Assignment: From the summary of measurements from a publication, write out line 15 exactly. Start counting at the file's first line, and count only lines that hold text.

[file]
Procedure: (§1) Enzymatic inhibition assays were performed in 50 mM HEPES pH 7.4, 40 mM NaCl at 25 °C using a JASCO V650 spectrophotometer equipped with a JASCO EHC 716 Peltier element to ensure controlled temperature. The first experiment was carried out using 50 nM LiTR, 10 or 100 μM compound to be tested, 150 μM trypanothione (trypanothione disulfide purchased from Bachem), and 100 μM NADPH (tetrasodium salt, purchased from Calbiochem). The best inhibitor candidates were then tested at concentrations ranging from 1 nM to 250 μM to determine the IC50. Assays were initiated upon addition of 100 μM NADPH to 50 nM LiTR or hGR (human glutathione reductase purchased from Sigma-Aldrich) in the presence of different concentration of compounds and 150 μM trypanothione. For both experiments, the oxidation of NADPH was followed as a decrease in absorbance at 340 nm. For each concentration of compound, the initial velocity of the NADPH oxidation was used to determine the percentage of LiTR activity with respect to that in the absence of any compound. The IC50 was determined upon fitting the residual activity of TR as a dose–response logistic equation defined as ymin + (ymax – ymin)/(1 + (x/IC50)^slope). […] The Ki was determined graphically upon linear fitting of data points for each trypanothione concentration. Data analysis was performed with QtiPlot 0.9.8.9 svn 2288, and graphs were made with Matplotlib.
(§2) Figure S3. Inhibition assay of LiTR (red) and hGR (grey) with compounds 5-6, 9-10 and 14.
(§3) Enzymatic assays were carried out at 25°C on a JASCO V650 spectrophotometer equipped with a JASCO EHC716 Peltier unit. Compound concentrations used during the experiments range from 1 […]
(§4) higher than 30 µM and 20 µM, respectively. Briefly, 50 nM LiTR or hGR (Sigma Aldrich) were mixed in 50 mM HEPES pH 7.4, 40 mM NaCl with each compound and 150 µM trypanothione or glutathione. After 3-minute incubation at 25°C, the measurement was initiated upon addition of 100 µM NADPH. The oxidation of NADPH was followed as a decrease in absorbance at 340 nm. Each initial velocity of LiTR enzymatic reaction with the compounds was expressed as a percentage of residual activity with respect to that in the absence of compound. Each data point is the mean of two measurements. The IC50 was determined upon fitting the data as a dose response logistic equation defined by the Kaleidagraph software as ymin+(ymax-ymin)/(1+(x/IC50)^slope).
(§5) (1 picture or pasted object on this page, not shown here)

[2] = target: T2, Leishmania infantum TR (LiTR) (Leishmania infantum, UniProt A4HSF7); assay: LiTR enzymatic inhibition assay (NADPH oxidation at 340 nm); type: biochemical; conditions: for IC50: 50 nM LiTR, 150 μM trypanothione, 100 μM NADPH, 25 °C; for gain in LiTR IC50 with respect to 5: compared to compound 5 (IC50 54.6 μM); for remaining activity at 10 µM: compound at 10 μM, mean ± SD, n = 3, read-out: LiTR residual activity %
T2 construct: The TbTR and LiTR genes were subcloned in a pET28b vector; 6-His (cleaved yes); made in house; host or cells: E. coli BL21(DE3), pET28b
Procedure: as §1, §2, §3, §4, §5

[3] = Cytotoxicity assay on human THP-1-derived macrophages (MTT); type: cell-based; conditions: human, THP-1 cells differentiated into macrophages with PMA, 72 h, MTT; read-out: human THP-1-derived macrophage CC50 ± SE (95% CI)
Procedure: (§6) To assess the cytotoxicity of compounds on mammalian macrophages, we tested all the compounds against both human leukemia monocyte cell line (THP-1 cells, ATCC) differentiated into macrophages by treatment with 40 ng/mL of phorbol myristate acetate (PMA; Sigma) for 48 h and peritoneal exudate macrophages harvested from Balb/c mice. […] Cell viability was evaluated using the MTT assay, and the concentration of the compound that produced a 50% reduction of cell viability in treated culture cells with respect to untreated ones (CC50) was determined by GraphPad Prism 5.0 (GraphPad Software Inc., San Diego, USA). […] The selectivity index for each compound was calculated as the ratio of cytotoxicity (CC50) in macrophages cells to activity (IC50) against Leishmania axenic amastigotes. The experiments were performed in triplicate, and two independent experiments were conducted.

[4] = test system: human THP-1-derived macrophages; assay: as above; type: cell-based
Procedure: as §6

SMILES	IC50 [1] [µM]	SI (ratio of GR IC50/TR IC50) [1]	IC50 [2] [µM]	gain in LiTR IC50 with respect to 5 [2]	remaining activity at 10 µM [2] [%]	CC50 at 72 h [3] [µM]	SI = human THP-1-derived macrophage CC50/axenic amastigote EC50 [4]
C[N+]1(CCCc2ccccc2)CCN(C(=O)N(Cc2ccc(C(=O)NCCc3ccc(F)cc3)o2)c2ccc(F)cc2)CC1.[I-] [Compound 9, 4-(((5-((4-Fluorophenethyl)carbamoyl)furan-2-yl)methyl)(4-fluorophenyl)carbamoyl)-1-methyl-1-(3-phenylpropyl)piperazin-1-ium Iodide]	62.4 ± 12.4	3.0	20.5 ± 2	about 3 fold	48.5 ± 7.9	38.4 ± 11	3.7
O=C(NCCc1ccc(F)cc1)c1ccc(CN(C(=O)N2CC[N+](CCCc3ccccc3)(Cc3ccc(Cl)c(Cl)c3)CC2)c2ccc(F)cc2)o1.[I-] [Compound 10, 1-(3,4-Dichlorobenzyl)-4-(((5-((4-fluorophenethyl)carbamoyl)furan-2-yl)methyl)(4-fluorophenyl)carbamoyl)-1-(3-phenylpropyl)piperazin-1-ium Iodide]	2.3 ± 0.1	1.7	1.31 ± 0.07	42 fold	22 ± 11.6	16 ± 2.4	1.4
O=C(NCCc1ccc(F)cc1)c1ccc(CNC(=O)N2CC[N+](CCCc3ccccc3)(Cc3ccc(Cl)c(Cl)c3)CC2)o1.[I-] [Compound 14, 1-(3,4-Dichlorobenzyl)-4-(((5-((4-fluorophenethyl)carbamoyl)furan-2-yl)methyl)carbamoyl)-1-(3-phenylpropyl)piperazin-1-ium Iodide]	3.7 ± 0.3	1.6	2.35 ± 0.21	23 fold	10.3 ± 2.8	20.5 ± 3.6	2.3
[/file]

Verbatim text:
O=C(NCCc1ccc(F)cc1)c1ccc(CN(C(=O)N2CC[N+](CCCc3ccccc3)(Cc3ccc(Cl)c(Cl)c3)CC2)c2ccc(F)cc2)o1.[I-] [Compound 10, 1-(3,4-Dichlorobenzyl)-4-(((5-((4-fluorophenethyl)carbamoyl)furan-2-yl)methyl)(4-fluorophenyl)carbamoyl)-1-(3-phenylpropyl)piperazin-1-ium Iodide]	2.3 ± 0.1	1.7	1.31 ± 0.07	42 fold	22 ± 11.6	16 ± 2.4	1.4